The contest winner, Patrick Daughters, later went on to direct the music video for “1234” by Feist, as well as clips for Grizzly Bear, Muse, and the Yeah Yeah Yeahs.

You can watch Unloved, Daughters’ winning film, here:

It’s been 12 years since Nintendo first published Eternal Darkness, and other than an ill-fated attempt at a spiritual sequel from some of the original developers, mum has been the word when it comes to a follow-up. As Wolfman Jew noted, Nintendo has been diligently extending the Eternal Darkness trademark, but the company is running out of time and either has to announce something related to the name in the next couple of years or give it up. (An HD remake seems like a no brainer amid the current horror game resurgence and something I would readily embrace.) Buttersnap imagined a mobile tie-in for the game, tossing it out as a joke before realizing it would actually be pretty cool:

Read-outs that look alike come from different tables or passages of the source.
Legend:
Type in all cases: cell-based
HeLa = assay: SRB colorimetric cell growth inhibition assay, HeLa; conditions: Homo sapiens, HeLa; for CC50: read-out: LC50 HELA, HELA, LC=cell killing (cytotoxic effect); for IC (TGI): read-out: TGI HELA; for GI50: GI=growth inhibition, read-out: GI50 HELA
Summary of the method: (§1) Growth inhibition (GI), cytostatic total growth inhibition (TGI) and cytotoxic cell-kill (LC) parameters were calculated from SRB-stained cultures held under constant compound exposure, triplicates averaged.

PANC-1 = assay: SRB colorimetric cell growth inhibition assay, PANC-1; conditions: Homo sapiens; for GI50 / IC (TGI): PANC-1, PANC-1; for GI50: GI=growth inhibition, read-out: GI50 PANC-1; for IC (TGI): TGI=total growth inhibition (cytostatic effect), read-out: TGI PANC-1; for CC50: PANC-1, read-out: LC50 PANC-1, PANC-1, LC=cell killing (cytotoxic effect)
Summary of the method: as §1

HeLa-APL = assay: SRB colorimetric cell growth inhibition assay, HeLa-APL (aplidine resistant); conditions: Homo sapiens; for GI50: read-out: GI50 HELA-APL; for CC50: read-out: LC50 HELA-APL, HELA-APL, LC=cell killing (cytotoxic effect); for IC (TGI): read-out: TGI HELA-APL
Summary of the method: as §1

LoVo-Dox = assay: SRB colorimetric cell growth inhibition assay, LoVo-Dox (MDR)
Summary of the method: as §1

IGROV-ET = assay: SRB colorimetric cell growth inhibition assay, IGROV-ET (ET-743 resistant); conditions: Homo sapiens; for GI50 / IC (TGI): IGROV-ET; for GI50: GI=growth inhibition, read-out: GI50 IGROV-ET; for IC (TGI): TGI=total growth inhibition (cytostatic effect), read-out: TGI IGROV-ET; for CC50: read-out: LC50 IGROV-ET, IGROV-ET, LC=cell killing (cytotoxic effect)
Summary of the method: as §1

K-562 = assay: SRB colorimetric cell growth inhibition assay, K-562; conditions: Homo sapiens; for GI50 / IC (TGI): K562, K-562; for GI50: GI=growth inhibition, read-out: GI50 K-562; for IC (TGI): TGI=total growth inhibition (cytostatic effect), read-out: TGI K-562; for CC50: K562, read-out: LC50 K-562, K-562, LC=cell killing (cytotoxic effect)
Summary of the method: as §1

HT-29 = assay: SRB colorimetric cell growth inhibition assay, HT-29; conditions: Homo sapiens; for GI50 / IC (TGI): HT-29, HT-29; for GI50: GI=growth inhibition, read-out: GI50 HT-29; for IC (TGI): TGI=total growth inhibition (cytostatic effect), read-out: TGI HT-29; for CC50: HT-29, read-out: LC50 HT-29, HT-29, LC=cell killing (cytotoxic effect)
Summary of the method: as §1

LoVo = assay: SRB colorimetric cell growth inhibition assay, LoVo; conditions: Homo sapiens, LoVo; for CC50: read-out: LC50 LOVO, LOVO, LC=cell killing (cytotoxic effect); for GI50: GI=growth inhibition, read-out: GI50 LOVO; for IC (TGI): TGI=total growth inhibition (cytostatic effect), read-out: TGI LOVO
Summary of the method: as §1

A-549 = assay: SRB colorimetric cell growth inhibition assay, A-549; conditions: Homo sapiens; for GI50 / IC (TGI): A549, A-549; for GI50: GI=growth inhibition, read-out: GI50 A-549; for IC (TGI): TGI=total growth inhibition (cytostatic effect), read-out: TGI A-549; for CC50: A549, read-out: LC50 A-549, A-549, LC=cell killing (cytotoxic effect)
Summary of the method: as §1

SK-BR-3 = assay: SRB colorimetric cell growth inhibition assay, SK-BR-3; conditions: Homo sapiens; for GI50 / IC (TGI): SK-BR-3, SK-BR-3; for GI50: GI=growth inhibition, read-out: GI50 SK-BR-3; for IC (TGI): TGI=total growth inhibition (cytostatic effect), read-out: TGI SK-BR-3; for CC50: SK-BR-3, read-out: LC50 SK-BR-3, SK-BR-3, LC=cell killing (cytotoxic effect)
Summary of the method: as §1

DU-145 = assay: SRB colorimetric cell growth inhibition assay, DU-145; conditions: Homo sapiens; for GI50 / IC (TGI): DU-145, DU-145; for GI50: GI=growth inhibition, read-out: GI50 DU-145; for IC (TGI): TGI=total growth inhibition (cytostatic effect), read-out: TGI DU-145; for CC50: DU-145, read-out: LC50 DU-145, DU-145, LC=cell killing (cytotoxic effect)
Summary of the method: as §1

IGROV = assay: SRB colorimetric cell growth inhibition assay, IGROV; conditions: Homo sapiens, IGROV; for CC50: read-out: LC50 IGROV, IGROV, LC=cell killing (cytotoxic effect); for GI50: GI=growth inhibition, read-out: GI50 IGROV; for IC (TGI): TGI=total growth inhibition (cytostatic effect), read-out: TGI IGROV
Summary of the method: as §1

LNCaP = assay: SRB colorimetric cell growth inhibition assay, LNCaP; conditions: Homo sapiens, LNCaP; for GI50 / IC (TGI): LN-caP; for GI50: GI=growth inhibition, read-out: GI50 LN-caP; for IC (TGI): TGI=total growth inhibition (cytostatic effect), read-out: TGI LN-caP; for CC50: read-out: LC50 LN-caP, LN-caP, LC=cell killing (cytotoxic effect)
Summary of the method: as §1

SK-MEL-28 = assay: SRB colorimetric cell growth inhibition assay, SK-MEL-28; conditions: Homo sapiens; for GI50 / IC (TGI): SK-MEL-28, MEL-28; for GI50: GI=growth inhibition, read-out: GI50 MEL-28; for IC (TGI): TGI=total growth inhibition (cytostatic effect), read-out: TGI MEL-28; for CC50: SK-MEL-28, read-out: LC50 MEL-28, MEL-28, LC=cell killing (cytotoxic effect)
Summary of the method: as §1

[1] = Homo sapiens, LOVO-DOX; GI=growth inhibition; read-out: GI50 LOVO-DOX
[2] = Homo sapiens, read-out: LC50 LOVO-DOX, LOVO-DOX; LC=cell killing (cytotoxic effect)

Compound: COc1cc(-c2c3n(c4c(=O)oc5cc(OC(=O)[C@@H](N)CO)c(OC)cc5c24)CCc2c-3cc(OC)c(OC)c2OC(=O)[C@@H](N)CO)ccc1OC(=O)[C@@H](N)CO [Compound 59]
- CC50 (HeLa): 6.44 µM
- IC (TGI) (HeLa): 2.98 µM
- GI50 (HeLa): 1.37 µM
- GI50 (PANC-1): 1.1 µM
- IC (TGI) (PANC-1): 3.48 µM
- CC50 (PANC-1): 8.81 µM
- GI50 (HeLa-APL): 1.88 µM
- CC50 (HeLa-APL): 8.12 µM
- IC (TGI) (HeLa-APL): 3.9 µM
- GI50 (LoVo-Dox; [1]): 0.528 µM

Two-and-a-half years isn’t much time for a full sequel, but plenty of time for a half-assed mobile game!

Actually, the environment of a mobile phone is extremely ripe for new sanity effects. It could pretend it’s posting your entire photo library to Facebook or try to convince you that you’ve bought a few hundred microtransactions. Or…call your mom against your will.

Pgoodso took things even further:

Man, that’s the kind of game that would need to come with a Terms Of Use stating that “use of this software implicitly means you will never sue the developer for any reason ever.”